While Smith and Jones remain Britain’s most popular surnames, new research has found that Asian names such as Zhang, Singh and Patel are rapidly catching up.
A century of immigration has seen the nation’s dictionary of names drastically altered to include a host of foreign ones, the study said.
It found that within the last 100 years, the number of people named Ahmed, Singh and Ali, has increased by more than 1,000 per cent each.
The name Zhang was found to be the fastest growing name, having risen by 4,718 per cent in popularity in just 13 years.
People named Singh and Patel were also found to be at a record high, with 95,203 and 53,295 of them respectively currently living in Britain.
An influx of surnames from the Asian subcontinent, China, and southern Africa–such as Aslam, Kim, Xu, Ndlovu and Ncube–was also noted by the researchers.
The study was carried out partly by Experian, the credit agency, which used its database to find out which names were found most frequently in different parts of the country.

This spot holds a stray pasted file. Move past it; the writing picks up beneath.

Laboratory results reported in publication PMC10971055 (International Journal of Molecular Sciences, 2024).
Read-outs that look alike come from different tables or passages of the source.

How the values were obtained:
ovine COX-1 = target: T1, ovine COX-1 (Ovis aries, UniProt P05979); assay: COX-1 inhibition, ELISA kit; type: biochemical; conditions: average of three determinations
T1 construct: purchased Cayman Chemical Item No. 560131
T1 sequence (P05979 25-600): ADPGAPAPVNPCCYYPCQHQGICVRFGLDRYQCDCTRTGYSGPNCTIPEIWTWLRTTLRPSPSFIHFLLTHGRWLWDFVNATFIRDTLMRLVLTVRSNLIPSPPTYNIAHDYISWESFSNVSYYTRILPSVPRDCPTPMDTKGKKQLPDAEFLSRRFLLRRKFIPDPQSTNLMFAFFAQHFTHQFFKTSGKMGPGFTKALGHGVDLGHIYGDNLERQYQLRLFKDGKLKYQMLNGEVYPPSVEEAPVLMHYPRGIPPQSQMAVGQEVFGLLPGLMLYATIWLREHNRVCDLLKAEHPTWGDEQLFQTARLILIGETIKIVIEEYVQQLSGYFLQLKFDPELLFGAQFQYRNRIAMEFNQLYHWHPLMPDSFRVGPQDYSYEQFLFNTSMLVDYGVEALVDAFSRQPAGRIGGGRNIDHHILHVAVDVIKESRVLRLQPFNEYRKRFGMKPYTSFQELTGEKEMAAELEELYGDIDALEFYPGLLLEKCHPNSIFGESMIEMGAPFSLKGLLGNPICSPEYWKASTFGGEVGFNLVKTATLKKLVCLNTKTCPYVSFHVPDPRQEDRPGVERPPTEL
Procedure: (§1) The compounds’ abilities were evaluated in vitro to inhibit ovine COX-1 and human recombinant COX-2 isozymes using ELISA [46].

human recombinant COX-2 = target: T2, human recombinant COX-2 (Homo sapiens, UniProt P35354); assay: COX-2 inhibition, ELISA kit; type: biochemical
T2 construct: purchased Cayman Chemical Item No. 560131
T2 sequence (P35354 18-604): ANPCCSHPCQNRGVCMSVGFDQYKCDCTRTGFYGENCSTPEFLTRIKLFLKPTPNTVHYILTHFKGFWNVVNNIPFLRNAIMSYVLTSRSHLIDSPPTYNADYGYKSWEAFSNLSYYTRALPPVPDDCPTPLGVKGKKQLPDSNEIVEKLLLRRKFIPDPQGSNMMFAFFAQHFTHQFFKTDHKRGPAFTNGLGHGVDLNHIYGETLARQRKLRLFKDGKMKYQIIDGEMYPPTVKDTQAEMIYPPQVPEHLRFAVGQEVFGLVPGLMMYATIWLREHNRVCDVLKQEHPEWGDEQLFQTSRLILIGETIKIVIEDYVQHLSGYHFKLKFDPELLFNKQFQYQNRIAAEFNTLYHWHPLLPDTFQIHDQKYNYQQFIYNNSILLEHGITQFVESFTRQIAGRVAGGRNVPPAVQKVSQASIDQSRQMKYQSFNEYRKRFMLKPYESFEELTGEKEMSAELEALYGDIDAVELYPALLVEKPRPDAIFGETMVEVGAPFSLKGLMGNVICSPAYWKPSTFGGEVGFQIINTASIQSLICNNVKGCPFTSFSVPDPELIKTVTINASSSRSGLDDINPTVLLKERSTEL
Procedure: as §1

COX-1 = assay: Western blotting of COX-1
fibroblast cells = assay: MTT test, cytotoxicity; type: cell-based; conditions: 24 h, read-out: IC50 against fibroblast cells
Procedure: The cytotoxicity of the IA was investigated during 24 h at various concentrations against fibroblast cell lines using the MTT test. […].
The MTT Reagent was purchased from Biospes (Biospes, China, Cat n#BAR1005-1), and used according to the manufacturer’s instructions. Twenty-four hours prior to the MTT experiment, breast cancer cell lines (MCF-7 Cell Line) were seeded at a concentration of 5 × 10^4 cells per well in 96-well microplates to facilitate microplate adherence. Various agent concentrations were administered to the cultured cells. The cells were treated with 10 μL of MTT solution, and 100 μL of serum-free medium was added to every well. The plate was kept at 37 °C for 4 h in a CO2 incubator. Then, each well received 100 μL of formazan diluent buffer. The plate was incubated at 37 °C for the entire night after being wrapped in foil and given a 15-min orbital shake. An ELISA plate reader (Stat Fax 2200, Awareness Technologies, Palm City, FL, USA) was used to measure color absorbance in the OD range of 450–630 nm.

Despite a more mobile population in recent decades, the researchers found that many of the more traditional British surnames were still found clustered in specific parts of the country.
People with surnames ending in “thorpe” and “ing”, which originate from Viking invaders, were still found to be most prevalent along the east coast of England, where they landed hundreds of years ago.
Professor Richard Webber, from King’s College London, who led the research, said: “Surnames are useful indicators of people’s origins.
“It’s not just for people of Indian, Nigerian or Armenian origins, but also for more distant ancestry, including Celtic, Norse and Anglo-Saxon.”
The results of the research can be found at the new website, www.mapyourname.com, which lets people trace where their surnames originate from.
To create the site, researchers examined the names of 360,000,000 people currently alive in the United States, Australia and most of Western Europe.
Top 10 surnames in Britain: